"If I were her, I'd sue and get him in front of a jury. He'd probably get laughed out of the courtroom," Chris Hoofnagle said in a telephone interview from San Francisco. "This is the most common problem with surveillance -- who's watching the watchers."

The privacy law does not define what constitutes abuse -- only that a law-enforcement agency must use drivers-license records "in carrying out its functions."

Anyone who violates the law can be sued in U.S. District Court for damages of at least $2,500, punitive damages, attorney's fees and all other relief the court determines to be appropriate, records show.

In Florida, the security of drivers-license records and other databases is monitored by the Florida Department of Law Enforcement. Enforcing the appropriate use of each computer terminal usually is left up to the agency administrator. In this case, that would be Beary.

"We assume, if you will, that the agency administrator and the people who work for the agency administrator are using it for a lawful purpose until we are told otherwise," FDLE spokesman Tom Berlinger said upon being told about Beary's letter to Gawronski. "If she files a complaint, someone would investigate it. I don't know who that someone would be. Frankly, it might be us."

Gawronski has not filed a complaint.

Beary wrote his original letter nearly two weeks after Gawronski's letter to the editor appeared in the Sentinel on March 10.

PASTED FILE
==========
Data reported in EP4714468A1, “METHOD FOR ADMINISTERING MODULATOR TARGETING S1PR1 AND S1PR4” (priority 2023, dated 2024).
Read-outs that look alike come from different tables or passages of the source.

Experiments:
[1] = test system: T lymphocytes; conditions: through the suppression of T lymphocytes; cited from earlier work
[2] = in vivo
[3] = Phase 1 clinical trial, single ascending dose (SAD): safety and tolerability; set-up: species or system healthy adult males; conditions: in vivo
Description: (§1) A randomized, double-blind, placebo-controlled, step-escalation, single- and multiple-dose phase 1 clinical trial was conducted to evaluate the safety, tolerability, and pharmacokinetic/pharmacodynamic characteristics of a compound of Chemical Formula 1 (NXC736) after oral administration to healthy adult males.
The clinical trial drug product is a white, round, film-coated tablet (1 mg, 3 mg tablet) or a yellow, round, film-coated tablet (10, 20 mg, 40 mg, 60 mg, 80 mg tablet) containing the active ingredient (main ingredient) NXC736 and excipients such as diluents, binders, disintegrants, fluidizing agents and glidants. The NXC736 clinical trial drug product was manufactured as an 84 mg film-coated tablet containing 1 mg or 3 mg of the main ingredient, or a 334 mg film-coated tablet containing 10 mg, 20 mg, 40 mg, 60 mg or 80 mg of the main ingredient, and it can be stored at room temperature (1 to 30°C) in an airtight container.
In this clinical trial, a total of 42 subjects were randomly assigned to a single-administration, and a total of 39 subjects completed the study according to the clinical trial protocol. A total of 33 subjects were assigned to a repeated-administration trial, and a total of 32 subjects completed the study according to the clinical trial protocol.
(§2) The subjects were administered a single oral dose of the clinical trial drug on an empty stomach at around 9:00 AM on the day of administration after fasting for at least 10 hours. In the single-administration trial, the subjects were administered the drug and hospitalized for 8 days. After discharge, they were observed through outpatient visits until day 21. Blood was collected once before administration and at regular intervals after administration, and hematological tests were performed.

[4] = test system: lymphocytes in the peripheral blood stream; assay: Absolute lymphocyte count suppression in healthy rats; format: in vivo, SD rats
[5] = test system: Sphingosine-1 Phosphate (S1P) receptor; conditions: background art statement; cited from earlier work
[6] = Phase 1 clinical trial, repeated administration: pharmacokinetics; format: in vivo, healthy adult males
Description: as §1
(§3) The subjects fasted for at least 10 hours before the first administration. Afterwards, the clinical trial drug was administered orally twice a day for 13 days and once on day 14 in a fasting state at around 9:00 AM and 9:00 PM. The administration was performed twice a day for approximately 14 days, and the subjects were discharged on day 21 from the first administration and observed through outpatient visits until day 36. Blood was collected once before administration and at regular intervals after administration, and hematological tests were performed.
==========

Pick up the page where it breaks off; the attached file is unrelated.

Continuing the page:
On Tuesday, Gawronski said she wrote to the newspaper after her concerns about the possible abuse of Tasers peaked when an Orlando police officer zapped a suspect handcuffed to a hospital bed to obtain a urine specimen.

"The urine sample kind of put me over the edge, and I decided to write," she said.

In her letter to the editor, she referred to a televised news conference on June 3 when Beary allowed himself to be zapped with a Taser to demonstrate their safety.

Seeing Beary incapacitated by a single electrical shock of 50,000 volts and "in an obvious state of duress" convinced her the stun guns should not be used, she wrote.

Gawronski continued in her letter, writing that the sheriff appeared so overweight and out of shape that she doubted he could arrest anyone without a stun gun. She suggested that if deputies were more fit, they might not need to resort to stun guns.

Beary characterized her criticism as slander.

"During my Taser incident, I was never under any duress," he wrote Gawronski, adding that his heart activity was monitored by a doctor during the demonstration. A videotape of the zapping shows it rendered Beary senseless for 5.5 seconds.

In his letter to Gawronski, the sheriff did not state why he considered comments about his physical appearance to be slanderous. On the day of the news conference last summer, Beary estimated his weight at 290 pounds and height at 5 feet, 10 inches tall. There are no physical requirements for Beary, an elected official.

Gawronski remains concerned about how often police use stun guns but now is afraid they have too much information at their fingertips.

"After 9-11, they instituted the Patriot Act . . . and I was all for it, because if you don't commit a crime you have nothing to worry about," she said. "But, now, I see there are situations where access to information can be a problem. Everybody is human, and if the information is out there, it could be used for the wrong reasons."

Henry Pierson Curtis can be reached at 407-420-5257 or [email protected]